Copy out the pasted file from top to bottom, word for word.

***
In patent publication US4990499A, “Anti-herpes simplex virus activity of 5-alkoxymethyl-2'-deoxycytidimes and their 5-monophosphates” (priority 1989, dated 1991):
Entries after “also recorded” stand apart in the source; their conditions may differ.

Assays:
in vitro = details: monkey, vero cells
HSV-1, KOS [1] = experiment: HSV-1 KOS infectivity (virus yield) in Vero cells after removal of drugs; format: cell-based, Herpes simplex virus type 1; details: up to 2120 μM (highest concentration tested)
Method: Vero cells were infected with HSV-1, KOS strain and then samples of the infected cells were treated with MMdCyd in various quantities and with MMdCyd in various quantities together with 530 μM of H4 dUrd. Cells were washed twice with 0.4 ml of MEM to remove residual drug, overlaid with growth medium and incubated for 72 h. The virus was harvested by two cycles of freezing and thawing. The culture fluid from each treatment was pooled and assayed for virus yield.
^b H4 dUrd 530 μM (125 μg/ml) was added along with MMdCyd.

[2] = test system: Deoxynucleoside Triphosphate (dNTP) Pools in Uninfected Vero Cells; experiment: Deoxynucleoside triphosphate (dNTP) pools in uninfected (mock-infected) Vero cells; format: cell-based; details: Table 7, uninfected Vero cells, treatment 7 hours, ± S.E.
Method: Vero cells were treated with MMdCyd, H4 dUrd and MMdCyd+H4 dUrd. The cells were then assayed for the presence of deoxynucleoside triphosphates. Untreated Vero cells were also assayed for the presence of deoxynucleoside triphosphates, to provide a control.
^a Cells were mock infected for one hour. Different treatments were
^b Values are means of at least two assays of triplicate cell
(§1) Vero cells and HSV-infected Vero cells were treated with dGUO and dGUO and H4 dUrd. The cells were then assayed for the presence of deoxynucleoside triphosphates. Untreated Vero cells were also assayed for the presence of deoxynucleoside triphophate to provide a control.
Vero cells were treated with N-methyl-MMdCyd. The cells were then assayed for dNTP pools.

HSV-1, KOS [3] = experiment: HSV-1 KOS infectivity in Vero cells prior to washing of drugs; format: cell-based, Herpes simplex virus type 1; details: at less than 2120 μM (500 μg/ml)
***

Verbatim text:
In patent publication US4990499A, “Anti-herpes simplex virus activity of 5-alkoxymethyl-2'-deoxycytidimes and their 5-monophosphates” (priority 1989, dated 1991):
Entries after “also recorded” stand apart in the source; their conditions may differ.

Assays:
in vitro = details: monkey, vero cells
HSV-1, KOS [1] = experiment: HSV-1 KOS infectivity (virus yield) in Vero cells after removal of drugs; format: cell-based, Herpes simplex virus type 1; details: up to 2120 μM (highest concentration tested)
Method: Vero cells were infected with HSV-1, KOS strain and then samples of the infected cells were treated with MMdCyd in various quantities and with MMdCyd in various quantities together with 530 μM of H4 dUrd. Cells were washed twice with 0.4 ml of MEM to remove residual drug, overlaid with growth medium and incubated for 72 h. The virus was harvested by two cycles of freezing and thawing. The culture fluid from each treatment was pooled and assayed for virus yield.
^b H4 dUrd 530 μM (125 μg/ml) was added along with MMdCyd.

[2] = test system: Deoxynucleoside Triphosphate (dNTP) Pools in Uninfected Vero Cells; experiment: Deoxynucleoside triphosphate (dNTP) pools in uninfected (mock-infected) Vero cells; format: cell-based; details: Table 7, uninfected Vero cells, treatment 7 hours, ± S.E.
Method: Vero cells were treated with MMdCyd, H4 dUrd and MMdCyd+H4 dUrd. The cells were then assayed for the presence of deoxynucleoside triphosphates. Untreated Vero cells were also assayed for the presence of deoxynucleoside triphosphates, to provide a control.
^a Cells were mock infected for one hour. Different treatments were
^b Values are means of at least two assays of triplicate cell
(§1) Vero cells and HSV-infected Vero cells were treated with dGUO and dGUO and H4 dUrd. The cells were then assayed for the presence of deoxynucleoside triphosphates. Untreated Vero cells were also assayed for the presence of deoxynucleoside triphophate to provide a control.
Vero cells were treated with N-methyl-MMdCyd. The cells were then assayed for dNTP pools.

HSV-1, KOS [3] = experiment: HSV-1 KOS infectivity in Vero cells prior to washing of drugs; format: cell-based, Herpes simplex virus type 1; details: at less than 2120 μM (500 μg/ml)